Middle School
English Language Arts

Introducing Argument Through the Literary Lens

The Common Core State Standards puts a large emphasis on argumentation, but what is the best way to transition middle school students from narrative to argument writing? This collection was first inspired in 2007 by Los Angeles Writing Project fellow by the name of Eddie Munoz, who was an English Professor at East Los Angeles Community College. It has evolved much over the years,
A Collection By Lovelyn Marquez
  • 6 Collection Items
  • 6 Collection Items
  • Discussion
Introducing Argument Through the Literary Lens
  • Lovelyn Marquez says:
    This book chapter will help teachers create lessons for literary arguments if they do not have access to the Units of Study-Literary Essays. It also supports the idea that teachers can start with literature that students have already read to introduce argument writing. This resource also gives a student sample that teachers and students can use as a model for literary argument writing.
  • Lovelyn Marquez says:
    This resource provides a list of the different verdicts. This can be used to create a handout for students with the scenario that the drunkard, who the Filipino stabbed multiple times, was pronounced dead. The Filipino is going to trial, and a group of jurors will determine his innocence or guilt. This resource can be used to list and describe the different verdicts, which students will need to understand before they can make a judgement on the Filipino's actions.
  • Lovelyn Marquez says:
    After reading "The Fiipino and the Drunkard", students get this handout (one page per character)t, and they used it to analyze the different characters' actions by writing down a quote, the action's meaning as far as what the character actually did and the motive behind it, and the significance or effects of the actions towards the characters themselves, each other, the story as a whole, and the theme of the story.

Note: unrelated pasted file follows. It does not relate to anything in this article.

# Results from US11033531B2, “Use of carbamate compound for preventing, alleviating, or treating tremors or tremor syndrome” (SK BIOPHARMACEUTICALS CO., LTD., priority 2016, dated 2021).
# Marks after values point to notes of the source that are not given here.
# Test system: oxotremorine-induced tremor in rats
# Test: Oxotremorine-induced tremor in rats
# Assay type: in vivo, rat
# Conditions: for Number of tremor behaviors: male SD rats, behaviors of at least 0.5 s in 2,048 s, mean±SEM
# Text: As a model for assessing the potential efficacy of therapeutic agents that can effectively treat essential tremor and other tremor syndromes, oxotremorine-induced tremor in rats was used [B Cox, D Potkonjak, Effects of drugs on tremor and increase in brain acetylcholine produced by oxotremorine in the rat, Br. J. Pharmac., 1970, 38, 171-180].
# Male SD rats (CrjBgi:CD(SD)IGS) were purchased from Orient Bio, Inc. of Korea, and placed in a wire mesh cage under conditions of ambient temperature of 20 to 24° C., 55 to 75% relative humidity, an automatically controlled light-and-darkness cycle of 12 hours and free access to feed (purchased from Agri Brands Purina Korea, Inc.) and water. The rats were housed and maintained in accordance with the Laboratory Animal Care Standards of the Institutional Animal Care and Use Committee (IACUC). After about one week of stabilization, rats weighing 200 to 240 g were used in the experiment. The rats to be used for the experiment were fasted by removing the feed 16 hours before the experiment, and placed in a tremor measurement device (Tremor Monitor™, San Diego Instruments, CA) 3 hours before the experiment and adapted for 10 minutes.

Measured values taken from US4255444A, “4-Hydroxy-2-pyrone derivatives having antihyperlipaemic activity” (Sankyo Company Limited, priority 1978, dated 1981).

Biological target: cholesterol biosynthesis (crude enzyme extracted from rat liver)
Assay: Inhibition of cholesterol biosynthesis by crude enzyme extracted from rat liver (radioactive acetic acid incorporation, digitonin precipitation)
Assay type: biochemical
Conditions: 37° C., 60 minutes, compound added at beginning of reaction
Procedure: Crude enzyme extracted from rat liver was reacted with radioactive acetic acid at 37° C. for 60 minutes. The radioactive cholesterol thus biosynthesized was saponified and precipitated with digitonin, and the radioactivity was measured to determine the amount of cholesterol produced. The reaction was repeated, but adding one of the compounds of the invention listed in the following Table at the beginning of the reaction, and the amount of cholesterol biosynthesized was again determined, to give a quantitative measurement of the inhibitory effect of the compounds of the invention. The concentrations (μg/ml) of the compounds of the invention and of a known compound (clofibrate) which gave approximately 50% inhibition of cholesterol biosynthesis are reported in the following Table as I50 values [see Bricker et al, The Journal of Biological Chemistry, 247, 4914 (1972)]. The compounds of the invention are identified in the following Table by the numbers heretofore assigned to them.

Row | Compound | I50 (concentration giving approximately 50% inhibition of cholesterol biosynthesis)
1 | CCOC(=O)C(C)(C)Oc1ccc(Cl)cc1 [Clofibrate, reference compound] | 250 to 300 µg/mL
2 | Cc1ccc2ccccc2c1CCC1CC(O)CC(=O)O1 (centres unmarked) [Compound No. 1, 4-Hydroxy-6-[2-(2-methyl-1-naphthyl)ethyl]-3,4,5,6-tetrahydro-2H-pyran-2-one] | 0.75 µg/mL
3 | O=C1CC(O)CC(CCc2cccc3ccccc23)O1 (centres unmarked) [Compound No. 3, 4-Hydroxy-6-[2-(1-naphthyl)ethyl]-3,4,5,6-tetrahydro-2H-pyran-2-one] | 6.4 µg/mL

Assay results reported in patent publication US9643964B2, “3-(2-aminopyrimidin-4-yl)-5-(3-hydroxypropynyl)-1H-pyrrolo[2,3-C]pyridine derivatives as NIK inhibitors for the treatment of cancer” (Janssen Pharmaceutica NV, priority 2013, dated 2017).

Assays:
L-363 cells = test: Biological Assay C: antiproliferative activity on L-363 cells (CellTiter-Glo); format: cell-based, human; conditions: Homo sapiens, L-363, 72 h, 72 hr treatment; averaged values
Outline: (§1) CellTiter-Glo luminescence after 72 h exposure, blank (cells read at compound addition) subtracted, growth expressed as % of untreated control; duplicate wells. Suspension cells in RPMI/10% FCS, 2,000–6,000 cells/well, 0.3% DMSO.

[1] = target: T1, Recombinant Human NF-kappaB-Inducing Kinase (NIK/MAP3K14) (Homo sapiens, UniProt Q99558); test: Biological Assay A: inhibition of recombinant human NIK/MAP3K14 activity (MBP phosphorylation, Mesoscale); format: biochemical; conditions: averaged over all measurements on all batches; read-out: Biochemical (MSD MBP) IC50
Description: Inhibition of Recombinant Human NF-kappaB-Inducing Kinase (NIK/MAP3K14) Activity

• Lovelyn Marquez says:
    For those who are unfamiliar with this strategy, this video gives a teacher's account of how it works and its benefits
  • readingandwritingproject.com
    readingandwritingproject.com

    The Literary Essay: Teacher Resource

    Article
    Lovelyn Marquez says:
    This resource gives background information on the Units of Study and the idea behind the unit called "The Literary Essay", which teachers can supplement and/or supplant, like I did with this collection.
  • Lovelyn Marquez says:
    In order for students to write a literary essay, they needed literary text that would allow them to analyze characters' actions and the motives and consequences of those actions. Students get multiple opportunities to practice this skill because they do close reading of the drunkard's, the Filipino's, and the crowd's actions. After writing an analysis of how the writer uses actions throughout the story, they write how those actions teach theme of the story.
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